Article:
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They have some nice art work, stone and wood work and local cultural items for sale. Try the local delicious dark chocolate. We visited the Maya Center and received a great history lesson and cultural engagement, including the opportunity to make tortillas! The museum was a bit smoky as he kept a fire burning in demonstration..
The visit was concluded with a visit to the chocolate demonstration! The Milk and Ginger were everyone's favorites. The museum was closed but we did make our own chocolate with Julio at the chocolate factory. He and his wife were so charming and passionate about chocolate! The chocolate was delicious! My husband enjoyed the tour too. Not sure why the museum was closed but I would suggest calling ahead to arrange your visit and maybe you can see both.
There is a shop next door with a great selection of crafts with prices about the same as in Placencia shops. Did not go to the museum, but to a local store to encourage the community woman that creates beautiful mayan artcrafts. And a visit to the small ans charming chocolate factory is worth it! So much!! Brought back some chocolate tea, hot chocolate, cacao bits and spices!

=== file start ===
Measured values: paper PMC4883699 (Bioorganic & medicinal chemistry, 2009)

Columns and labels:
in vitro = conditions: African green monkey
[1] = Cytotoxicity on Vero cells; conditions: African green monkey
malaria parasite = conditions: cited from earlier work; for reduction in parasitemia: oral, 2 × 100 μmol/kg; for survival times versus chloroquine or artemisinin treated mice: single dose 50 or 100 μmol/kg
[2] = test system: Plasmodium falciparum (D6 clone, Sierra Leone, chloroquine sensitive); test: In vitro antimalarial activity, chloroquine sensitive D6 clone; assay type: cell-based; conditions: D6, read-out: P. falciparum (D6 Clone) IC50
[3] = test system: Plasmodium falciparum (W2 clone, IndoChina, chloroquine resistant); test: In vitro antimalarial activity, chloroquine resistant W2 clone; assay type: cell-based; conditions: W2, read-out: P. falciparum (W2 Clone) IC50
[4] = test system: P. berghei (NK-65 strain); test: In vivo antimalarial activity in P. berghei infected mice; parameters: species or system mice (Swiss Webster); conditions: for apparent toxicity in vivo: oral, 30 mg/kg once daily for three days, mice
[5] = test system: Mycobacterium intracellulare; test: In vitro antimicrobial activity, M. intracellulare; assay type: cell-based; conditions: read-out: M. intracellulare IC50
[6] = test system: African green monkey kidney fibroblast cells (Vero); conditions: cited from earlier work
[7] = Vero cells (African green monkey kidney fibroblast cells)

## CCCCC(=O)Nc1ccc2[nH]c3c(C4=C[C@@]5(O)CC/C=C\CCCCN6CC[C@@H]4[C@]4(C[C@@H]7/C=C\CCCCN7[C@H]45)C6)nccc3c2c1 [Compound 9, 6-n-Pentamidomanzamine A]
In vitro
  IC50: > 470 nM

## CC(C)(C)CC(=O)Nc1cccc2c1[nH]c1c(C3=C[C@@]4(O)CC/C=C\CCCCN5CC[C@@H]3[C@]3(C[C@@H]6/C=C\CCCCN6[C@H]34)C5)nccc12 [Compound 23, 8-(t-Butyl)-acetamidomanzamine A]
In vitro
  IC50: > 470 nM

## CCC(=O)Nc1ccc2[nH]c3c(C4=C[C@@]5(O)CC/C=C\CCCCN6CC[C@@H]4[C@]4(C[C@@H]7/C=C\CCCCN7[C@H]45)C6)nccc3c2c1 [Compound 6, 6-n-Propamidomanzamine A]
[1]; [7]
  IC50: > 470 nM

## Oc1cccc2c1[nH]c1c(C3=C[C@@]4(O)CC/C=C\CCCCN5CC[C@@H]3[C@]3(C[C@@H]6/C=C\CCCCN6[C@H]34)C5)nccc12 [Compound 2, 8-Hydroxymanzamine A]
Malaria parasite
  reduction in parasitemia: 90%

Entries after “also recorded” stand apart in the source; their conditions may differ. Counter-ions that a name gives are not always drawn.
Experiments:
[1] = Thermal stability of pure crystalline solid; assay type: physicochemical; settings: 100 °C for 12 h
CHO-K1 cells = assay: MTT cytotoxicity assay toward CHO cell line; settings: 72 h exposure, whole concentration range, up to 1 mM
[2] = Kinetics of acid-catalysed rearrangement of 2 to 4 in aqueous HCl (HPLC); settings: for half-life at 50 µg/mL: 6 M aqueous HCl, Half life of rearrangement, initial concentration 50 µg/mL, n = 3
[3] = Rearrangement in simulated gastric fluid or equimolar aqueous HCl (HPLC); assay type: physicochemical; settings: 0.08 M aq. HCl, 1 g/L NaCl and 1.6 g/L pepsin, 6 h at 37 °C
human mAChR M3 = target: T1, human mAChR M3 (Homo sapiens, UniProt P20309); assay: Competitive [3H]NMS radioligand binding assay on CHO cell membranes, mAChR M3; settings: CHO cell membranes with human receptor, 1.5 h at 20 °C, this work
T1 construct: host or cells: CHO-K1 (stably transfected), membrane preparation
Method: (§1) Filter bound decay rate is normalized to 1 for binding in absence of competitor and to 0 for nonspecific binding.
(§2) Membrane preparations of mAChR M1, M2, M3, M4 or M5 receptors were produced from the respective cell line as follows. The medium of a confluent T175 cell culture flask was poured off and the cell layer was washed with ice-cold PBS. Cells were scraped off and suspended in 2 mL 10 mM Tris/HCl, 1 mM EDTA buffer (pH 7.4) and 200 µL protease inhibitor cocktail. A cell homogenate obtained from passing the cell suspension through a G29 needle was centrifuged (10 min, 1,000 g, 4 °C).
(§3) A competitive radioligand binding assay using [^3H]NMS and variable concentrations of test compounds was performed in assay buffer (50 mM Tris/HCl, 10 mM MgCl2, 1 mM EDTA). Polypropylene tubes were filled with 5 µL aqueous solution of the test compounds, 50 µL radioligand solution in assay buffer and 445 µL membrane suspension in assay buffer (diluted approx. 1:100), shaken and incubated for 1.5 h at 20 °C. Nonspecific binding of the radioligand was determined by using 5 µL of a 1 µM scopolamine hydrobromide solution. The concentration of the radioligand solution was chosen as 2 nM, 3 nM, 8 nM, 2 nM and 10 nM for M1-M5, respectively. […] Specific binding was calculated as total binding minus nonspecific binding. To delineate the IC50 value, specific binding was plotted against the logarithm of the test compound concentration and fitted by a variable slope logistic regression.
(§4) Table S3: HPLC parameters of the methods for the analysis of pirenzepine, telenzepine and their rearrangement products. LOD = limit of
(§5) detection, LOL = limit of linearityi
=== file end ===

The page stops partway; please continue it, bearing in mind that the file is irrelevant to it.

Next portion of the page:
The museum was not actually open, but the same guy runs a chocolate factory next door where he will let you make your own chocolate! It was so interesting and a lot of fun. His chocolate is great, he also makes cocoa and chocolate tea. A great enterprise to support. We didn't have kids with us but both of us were so glad we stopped at this "living" museum.
It was so interesting to see how the Mayans lived traditionally and to look at all of the tools and pots they have on display and learn how they were used. I think the director really has the right idea: by involving the local community in the museum by supplying coffee, or making chocolate and tortillas, etc.